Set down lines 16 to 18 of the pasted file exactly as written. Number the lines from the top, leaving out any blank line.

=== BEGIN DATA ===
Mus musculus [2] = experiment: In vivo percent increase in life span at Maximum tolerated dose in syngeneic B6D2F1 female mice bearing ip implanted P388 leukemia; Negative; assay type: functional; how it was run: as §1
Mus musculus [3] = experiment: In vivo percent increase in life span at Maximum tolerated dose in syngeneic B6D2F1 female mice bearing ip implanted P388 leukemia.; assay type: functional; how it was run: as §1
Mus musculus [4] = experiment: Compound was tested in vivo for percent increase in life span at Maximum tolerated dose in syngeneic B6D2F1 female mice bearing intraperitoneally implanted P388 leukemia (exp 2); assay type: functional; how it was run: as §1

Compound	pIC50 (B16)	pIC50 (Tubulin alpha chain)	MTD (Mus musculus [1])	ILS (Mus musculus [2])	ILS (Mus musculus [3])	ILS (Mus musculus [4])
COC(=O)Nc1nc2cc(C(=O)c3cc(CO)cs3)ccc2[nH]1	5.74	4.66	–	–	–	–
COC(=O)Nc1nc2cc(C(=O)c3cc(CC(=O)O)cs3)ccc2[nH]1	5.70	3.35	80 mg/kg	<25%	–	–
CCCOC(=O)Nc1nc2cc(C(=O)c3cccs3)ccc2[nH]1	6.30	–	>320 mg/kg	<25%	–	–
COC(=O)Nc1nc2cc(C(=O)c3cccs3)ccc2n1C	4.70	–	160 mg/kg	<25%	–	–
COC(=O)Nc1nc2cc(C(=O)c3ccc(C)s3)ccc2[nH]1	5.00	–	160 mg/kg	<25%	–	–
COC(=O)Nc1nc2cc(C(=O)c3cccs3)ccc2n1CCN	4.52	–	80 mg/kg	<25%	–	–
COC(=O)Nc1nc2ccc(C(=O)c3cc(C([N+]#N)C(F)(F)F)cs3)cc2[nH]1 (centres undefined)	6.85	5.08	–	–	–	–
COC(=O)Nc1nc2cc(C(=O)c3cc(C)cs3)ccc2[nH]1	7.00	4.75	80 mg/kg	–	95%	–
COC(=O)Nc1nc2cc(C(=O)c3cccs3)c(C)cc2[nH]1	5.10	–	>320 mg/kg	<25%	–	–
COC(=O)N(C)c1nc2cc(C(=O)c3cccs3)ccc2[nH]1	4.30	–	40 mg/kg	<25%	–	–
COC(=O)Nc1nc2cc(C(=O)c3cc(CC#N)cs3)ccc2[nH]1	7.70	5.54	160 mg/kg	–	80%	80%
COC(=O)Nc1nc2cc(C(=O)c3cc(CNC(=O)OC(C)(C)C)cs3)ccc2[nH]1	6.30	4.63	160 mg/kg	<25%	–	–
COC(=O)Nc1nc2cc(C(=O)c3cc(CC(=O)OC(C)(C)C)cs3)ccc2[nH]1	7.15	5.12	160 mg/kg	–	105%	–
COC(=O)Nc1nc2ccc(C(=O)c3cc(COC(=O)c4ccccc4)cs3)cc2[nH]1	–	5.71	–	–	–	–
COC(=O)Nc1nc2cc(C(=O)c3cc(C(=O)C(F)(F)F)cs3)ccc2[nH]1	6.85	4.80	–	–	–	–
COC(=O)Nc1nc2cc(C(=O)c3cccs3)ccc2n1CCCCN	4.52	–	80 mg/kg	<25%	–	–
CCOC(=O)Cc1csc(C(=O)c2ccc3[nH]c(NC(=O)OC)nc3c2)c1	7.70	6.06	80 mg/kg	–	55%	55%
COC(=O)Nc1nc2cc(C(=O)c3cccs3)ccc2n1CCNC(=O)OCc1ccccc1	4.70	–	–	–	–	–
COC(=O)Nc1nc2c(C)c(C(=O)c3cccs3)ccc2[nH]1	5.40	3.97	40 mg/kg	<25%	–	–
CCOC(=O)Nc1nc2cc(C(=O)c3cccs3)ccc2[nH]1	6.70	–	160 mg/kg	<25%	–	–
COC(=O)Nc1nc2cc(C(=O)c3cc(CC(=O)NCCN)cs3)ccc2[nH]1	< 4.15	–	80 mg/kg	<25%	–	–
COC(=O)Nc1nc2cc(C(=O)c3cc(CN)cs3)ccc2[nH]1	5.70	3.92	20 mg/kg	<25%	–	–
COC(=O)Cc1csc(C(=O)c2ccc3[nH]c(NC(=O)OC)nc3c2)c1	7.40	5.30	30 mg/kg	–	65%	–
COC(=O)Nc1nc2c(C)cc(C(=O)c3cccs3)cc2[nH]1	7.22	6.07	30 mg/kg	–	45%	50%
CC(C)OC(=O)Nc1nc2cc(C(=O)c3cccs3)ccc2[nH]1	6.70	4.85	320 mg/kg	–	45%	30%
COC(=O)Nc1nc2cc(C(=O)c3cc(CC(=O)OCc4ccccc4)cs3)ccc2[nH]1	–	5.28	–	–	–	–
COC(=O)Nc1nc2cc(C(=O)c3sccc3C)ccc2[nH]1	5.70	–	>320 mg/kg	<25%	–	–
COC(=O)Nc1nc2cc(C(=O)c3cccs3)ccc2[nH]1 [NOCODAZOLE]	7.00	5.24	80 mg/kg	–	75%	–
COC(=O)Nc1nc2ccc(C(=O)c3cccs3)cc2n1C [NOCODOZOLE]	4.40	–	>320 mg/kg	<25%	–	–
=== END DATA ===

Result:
COC(=O)Nc1nc2cc(C(=O)c3cc(CNC(=O)OC(C)(C)C)cs3)ccc2[nH]1	6.30	4.63	160 mg/kg	<25%	–	–
COC(=O)Nc1nc2cc(C(=O)c3cc(CC(=O)OC(C)(C)C)cs3)ccc2[nH]1	7.15	5.12	160 mg/kg	–	105%	–
COC(=O)Nc1nc2ccc(C(=O)c3cc(COC(=O)c4ccccc4)cs3)cc2[nH]1	–	5.71	–	–	–	–